The beginnings :
Before I found the FAI fix, I was facing surgery to shave down my CAM lesions. This seemed to be the last resort after an unsuccessful round of PT and just feeling helpless.
I first began noticing the pain at age 23 after about a year of intro rock climbing. But at the time I thought it would just go away if I rest it and avoid irritating it. But it would only grow worse. At age 28 I tore my ACL in my left knee while skiing. The recovery from surgery was frustrating. My knee never seemed to quite heal properly and my hips were getting worse still.
My athleticism and enjoyment of sport was suffering due to the pain and discomfort in my hips, and it was killing me. I somehow lost tons hip function and it kept getting worse. Swinging a golf club (my first love) was becoming irritating, and I could no longer climb challenging bouldering problems without pain or feeling like I was making things worse. I wanted to get a stronger but exercise was irritating. And the aches were even showing up in daily life and seemed to be spreading to other joints like my low back. Walking didn’t feel right anymore and my pace was getting slower and slower.
I felt like I was falling apart quickly.
I felt like a 60 year old man at the age of 30.
I felt like anyone could easily knock me off balance by giving me a pat on the back.
I remember one time I was attempting to jump over a puddle, but then I had to bail just and go around it for fear of hurting myself. How depressing.
What I tried :
I intuitively felt like all my pains were connected and that I would slowly get worse and worse especially now that I had an injured knee. I saw some doctors and did a bit of online research. I was eventually diagnosed with FAI and offered what was considered “a relatively new surgery” to shave down my CAM lesions and fix any damaged cartilage. But luckily I was severely disenchanted with surgery in general seeing how poorly my ACL recovery was going. So I opted to try PT and to see what happens.
I tried physical therapy for about 6 weeks but I felt only minor relief from the program.
At one point I tried taking Meloxicam for a month in hopes it would break the cycle of inflammation. It didn’t work either. I felt really stuck and was close to considering surgery.
How I started recovering :
My recovery probably began when I found Matt and Shane’s videos on youtube. Their explanations of what is most likely going on with FAI clicked with me. But it took a bit of tinkering before I was able to truly convince myself their approach would work.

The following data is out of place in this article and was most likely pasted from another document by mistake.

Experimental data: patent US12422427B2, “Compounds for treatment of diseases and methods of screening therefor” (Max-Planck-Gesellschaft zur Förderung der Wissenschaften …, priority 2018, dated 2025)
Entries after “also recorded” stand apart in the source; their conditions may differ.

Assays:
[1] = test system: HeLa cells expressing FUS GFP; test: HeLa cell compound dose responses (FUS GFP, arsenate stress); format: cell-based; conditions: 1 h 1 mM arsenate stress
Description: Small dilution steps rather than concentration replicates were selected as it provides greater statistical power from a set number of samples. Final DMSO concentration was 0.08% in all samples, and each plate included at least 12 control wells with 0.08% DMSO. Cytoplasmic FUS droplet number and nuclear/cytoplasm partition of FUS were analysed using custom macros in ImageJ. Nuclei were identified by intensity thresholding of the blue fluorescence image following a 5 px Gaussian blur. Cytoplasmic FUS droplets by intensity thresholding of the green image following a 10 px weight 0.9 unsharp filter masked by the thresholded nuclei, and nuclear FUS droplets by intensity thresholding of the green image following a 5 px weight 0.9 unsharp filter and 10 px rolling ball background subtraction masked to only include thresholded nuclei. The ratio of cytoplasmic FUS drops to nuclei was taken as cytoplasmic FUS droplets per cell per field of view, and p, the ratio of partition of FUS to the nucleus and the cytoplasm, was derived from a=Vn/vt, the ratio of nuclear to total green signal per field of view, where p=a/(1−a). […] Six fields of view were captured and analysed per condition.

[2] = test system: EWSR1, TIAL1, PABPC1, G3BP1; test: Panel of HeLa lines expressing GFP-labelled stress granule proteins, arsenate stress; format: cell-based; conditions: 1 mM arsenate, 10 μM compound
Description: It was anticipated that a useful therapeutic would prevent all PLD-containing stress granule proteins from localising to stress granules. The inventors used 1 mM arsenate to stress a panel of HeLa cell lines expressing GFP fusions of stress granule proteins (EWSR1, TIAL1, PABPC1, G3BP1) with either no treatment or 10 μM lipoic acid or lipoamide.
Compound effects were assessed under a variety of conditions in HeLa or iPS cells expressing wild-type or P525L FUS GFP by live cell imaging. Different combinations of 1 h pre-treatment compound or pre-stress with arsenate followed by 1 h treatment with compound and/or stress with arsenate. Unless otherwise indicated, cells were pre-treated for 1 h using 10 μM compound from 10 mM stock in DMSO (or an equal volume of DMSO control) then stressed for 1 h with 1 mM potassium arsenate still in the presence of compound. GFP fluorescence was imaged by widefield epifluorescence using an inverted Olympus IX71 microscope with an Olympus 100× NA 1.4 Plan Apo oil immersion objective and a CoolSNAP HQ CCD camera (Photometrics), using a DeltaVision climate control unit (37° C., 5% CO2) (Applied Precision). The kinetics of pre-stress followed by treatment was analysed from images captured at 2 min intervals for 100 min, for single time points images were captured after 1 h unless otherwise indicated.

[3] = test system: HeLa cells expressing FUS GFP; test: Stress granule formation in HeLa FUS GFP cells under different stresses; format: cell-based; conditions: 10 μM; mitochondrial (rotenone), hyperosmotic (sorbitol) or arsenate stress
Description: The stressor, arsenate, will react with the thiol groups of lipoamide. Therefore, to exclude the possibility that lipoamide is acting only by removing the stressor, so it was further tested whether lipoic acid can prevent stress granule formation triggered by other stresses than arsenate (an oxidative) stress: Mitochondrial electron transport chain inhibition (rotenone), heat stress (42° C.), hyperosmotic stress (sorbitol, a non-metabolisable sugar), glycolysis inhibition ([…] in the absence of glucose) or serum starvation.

When I first started with the FAI fix, warrior positions in yoga were painful, the frog stretch was excruciating, the Cossack stretch was impossible. I couldn’t squat without falling over backwards. In fact almost all the exercises in the FAI fix were painful, uncomfortable or frustrating at first. But luckily the program has as great method of progressing, and with a diligent, daily, mindful, playful, practice, I slowly got better.
I discovered some stretches I could do at my standup desk at work. I took stretch and massage breaks during the day, and worked through a customized routine in the evenings. The FAI Fix program really helped me devise an evolving practice that fit my ever changing needs.
I really took to studying the art of human movement and treating recovery as a mastery of skill rather than a list of prescriptive exercises to follow.
How I feel today :
9 months after starting the FAI fix, I feel a ton better. I don’t even think about my hip aches anymore in daily life. I may not be a gymnast or expert level yogi yet, but now I can do things that shouldn’t be possible if a CAM impingement was the cause of my pain. For instance, I can work the frog stretch and the Cossack stretch now. I can even sit in Lotus now after a good round of hip openers.
I regularly deadlift and squat heavy now, and can almost do a proper pistol squat. I have no more pain during the golf swing and my swing speed has increased dramatically. My climbing has improved and I just feel like I am finally getting stronger, suppler, and more flexible. I no longer feel doomed from my bony circumstances. More importantly, I have a new love for movement and conditioning and feel confident I have the tools to maintain a strong mobile body deep into old age.
Thank you FAI Fix for bringing a unique evidence-based perspective on joint problems, and for discovering and creating solutions!
My opinions and keys to success :
-Only you can heal yourself. Treat everyone else as a consultant. Luckily Matt and Shane are best consultants I have ever found in any field. They have been amazing at answering my emails, providing motivation, and even helping me though some sticking points.
-Keep a journal.
-Awareness is key. Be mindful and focused, but also playful.
-Don’t rely on patience to see progress. Patience will inevitably wear off. Instead, focus on fun. Fun never wears off.
-Focus on the forest and the trees.
-When an exercise feels frustratingly hard, remember that you won’t feel the progress of today’s workout until tomorrow’s workout.
-You are practicing a skill instead of “busting out a workout.”
-Try to find ways to incorporate movement and exercises into your daily routines. For example, practice eating on the floor or checking your emails in pigeon pose. Get creative. “Always be mobilizing.”
-Think like a hunter-gatherer and get more movement, even study their movement. Get more outdoor time, better sleep, better nutrition, etc. (i.e. The basics).
-Never give up.
“Don’t go into the pain cave” Kelly Starrett
“Before I learned the art, a punch was just a punch, and a kick, just a kick.
After I learned the art, a punch was no longer a punch, a kick, no longer a kick.
Now that I understand the art, a punch is just a punch and a kick is just a kick.” Bruce Lee
“It’s a lovely journey that just gets deeper as you go along!” Shane Dowd